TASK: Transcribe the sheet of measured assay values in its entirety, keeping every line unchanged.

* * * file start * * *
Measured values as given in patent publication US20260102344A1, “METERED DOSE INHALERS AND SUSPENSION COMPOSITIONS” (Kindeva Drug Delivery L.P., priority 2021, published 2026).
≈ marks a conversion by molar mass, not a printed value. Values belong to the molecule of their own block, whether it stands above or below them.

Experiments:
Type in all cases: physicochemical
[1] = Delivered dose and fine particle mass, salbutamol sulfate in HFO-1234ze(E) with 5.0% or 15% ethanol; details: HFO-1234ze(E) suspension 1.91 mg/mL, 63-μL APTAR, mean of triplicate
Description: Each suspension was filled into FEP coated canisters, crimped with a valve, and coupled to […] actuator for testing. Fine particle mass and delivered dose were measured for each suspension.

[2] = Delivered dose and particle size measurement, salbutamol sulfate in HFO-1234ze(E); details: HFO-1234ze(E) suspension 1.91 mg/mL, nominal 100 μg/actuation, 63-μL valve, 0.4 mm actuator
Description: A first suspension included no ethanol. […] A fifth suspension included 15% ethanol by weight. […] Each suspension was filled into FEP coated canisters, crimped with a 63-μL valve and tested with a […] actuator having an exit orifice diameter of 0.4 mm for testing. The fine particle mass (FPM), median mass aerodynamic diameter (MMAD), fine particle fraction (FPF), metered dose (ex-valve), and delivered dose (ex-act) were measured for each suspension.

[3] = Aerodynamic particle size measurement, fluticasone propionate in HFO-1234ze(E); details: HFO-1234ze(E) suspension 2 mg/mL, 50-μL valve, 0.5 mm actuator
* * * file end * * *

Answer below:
Measured values as given in patent publication US20260102344A1, “METERED DOSE INHALERS AND SUSPENSION COMPOSITIONS” (Kindeva Drug Delivery L.P., priority 2021, published 2026).
≈ marks a conversion by molar mass, not a printed value. Values belong to the molecule of their own block, whether it stands above or below them.

Experiments:
Type in all cases: physicochemical
[1] = Delivered dose and fine particle mass, salbutamol sulfate in HFO-1234ze(E) with 5.0% or 15% ethanol; details: HFO-1234ze(E) suspension 1.91 mg/mL, 63-μL APTAR, mean of triplicate
Description: Each suspension was filled into FEP coated canisters, crimped with a valve, and coupled to […] actuator for testing. Fine particle mass and delivered dose were measured for each suspension.

[2] = Delivered dose and particle size measurement, salbutamol sulfate in HFO-1234ze(E); details: HFO-1234ze(E) suspension 1.91 mg/mL, nominal 100 μg/actuation, 63-μL valve, 0.4 mm actuator
Description: A first suspension included no ethanol. […] A fifth suspension included 15% ethanol by weight. […] Each suspension was filled into FEP coated canisters, crimped with a 63-μL valve and tested with a […] actuator having an exit orifice diameter of 0.4 mm for testing. The fine particle mass (FPM), median mass aerodynamic diameter (MMAD), fine particle fraction (FPF), metered dose (ex-valve), and delivered dose (ex-act) were measured for each suspension.

[3] = Aerodynamic particle size measurement, fluticasone propionate in HFO-1234ze(E); details: HFO-1234ze(E) suspension 2 mg/mL, 50-μL valve, 0.5 mm actuator